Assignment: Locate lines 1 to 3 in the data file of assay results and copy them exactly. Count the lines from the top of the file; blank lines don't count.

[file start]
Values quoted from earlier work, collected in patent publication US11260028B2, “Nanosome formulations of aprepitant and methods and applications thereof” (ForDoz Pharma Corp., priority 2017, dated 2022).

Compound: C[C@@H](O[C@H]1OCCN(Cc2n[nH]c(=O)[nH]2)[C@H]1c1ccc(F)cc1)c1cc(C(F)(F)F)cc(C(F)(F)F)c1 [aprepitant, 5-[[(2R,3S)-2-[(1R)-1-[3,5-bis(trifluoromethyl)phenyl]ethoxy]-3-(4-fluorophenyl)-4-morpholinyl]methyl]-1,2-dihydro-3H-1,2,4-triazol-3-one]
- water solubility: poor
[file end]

Values quoted from earlier work, collected in patent publication US11260028B2, “Nanosome formulations of aprepitant and methods and applications thereof” (ForDoz Pharma Corp., priority 2017, dated 2022).

Compound: C[C@@H](O[C@H]1OCCN(Cc2n[nH]c(=O)[nH]2)[C@H]1c1ccc(F)cc1)c1cc(C(F)(F)F)cc(C(F)(F)F)c1 [aprepitant, 5-[[(2R,3S)-2-[(1R)-1-[3,5-bis(trifluoromethyl)phenyl]ethoxy]-3-(4-fluorophenyl)-4-morpholinyl]methyl]-1,2-dihydro-3H-1,2,4-triazol-3-one]
- water solubility: poor